Our little Soozzee has left us.  As I've described in several recent posts, she was suffering from a variety of ailments: deaf, blind in one eye and almost blind in the other, Addison's disease, arthritis, bladder stones, a thyroid condition, a skin condition, and worst of all, dementia.  Since my post last month, the dementia took more and more of a toll.  She got lost in the house pretty much all the time. She used to bark when she wanted us to get her down from the bed, but she stopped doing that.  We think she probably just forgot about barking.  Her inner GPS (the primary subject of my last post) got significantly worse.  She just seemed lost all the time.  She had often had trouble standing up and would stumble more on her walks.

Soozzee still had her happy moments, though.  She enjoyed parts of her walk: she'd stop and sniff at anything, even if she didn't know which way to go.  If we got out "the light" in the evening (a laser light that she has chased around the house since she was a little pup), she'd still pounce on it, but only for a minute and then she'd forget it was there.  And she liked to have some reassuring pettings.

But it was clear that she wasn't going to last long.  And on Saturday, April 6, that day came.  We did the morning walk and she kept going off the wrong way.  After getting back in the house, she wandered around lost, and while walking down the hall, she pooped without breaking stride.  The poor girl would never, ever, have pooped in her own house if she was at all aware.  The fact that she didn't know enough to control her own body was our signal that she was, to all intents and purposes, gone.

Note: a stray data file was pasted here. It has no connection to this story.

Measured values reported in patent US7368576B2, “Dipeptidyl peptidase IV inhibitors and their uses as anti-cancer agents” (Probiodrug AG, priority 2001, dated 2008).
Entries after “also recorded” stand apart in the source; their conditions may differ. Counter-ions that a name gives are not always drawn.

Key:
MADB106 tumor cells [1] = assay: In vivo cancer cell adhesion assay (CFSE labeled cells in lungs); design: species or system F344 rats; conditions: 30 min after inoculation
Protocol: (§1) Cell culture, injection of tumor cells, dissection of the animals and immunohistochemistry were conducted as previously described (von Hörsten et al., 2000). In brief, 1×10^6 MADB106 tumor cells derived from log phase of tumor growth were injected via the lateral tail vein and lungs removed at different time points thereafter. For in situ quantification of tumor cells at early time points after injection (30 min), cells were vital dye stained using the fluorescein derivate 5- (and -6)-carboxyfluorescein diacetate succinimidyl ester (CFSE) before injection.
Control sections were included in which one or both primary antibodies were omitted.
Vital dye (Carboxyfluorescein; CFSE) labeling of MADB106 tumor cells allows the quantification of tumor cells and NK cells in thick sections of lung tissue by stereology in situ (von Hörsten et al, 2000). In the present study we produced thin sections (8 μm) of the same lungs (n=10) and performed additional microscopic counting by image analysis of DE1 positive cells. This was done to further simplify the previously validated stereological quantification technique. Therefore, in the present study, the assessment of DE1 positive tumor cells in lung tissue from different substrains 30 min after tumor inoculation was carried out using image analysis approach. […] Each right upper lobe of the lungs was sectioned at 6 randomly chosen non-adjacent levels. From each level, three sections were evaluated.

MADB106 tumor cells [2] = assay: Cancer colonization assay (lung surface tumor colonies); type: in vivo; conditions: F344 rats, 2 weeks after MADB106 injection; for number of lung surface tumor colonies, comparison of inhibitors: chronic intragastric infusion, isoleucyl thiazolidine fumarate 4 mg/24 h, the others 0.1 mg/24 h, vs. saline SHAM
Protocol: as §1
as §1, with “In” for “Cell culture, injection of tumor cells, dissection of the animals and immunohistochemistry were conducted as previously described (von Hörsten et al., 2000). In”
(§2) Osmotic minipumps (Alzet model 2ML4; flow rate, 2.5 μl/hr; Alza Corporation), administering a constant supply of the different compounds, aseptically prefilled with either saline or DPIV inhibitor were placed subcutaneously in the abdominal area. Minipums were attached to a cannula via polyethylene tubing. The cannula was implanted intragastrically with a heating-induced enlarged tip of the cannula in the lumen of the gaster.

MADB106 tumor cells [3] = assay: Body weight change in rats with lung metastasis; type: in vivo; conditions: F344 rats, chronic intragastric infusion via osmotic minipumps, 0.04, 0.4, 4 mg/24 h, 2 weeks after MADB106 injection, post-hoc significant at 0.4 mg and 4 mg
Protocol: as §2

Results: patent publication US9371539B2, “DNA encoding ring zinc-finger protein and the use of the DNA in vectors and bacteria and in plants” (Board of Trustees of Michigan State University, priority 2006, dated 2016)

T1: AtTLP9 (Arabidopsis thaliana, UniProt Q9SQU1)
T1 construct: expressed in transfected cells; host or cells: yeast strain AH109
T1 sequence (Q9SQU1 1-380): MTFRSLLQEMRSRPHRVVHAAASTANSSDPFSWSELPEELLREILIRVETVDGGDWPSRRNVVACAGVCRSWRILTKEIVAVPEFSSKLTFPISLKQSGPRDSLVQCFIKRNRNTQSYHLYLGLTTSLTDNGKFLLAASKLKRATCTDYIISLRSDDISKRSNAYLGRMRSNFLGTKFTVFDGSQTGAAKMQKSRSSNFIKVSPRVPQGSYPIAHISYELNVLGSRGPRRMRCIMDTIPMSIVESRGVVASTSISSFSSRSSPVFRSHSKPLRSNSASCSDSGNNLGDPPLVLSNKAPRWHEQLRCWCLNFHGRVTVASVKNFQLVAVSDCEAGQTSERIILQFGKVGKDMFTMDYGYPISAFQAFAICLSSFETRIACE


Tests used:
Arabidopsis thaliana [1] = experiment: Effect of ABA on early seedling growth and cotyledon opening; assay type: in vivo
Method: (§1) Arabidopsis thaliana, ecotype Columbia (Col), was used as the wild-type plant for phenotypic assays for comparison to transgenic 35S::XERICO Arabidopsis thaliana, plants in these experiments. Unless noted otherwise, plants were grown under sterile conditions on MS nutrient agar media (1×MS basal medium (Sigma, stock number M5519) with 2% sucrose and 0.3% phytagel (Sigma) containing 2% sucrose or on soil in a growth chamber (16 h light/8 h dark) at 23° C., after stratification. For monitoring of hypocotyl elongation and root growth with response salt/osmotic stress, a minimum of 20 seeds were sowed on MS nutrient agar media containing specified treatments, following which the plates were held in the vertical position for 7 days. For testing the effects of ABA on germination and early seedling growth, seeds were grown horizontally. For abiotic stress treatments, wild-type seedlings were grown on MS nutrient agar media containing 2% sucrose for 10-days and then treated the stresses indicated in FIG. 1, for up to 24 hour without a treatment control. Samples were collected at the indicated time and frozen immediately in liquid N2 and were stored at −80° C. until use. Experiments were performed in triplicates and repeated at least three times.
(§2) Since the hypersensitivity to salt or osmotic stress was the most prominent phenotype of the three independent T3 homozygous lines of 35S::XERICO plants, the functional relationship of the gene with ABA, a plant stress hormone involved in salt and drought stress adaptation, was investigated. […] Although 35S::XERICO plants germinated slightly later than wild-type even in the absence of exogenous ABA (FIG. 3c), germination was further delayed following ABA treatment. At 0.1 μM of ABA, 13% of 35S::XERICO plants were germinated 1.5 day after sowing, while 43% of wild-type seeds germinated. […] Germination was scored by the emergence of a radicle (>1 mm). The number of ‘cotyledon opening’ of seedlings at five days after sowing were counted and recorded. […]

We called our vet, the Animal Hospital at Reems Creek, and made an appointment.  The people there have taken wonderful care of our dogs for almost 15 years and were almost as torn up about it as we were.  So just after noon last Saturday, they gave little Soozzee the injection and she passed away in my arms.

Good God, I wanted to die.

We're trying now to adjust to life post-dogs and, damn, it's hard.  For years, our lives have been largely structured around Soozzee and her sister Indy, who passed away a bit over a year ago.  At 9 am, it was time to wake up the dogs (yes, you read that right) and take 'em on their morning walk, then give 'em their meds.  Around noon, it was a ride in the car to take care of errands.  Around 4-5 pm, it was their evening walk and then dinner.  At about 7 pm, it was play time, usually with "the light".  Around 11 pm, one last time outside to do their business, take their evening meds, and off to bed.

Now, I'll be thinking "oh, it's 4 pm, gotta take Soozzee on her walk .... uh, damn ..."  It's a great big emptiness where Soozzee and her sister used to be.  Janis and I don't quite know how to fill it.  We'll get there, but it's going to take a while.  I still tear up over Indy's passing and that was well over a year ago, so it'll probably take at least another year or so to get over Soozzee.

I've been asked several times if we're going to get another dog.  No, we won't.  For one, it's unfair to any dog to be asked to fill in the hole left by another.  For another, there are things that we want to do, mainly travel, that were difficult or impossible with two dogs that were special needs.  And we just need to figure out life as empty-nesters.

Ever since I started writing this blog, there have been occasional posts about our two sweet Shih Tzus.  This is probably the final one.

Goodbye, little Soozzee.  You have my heart forever.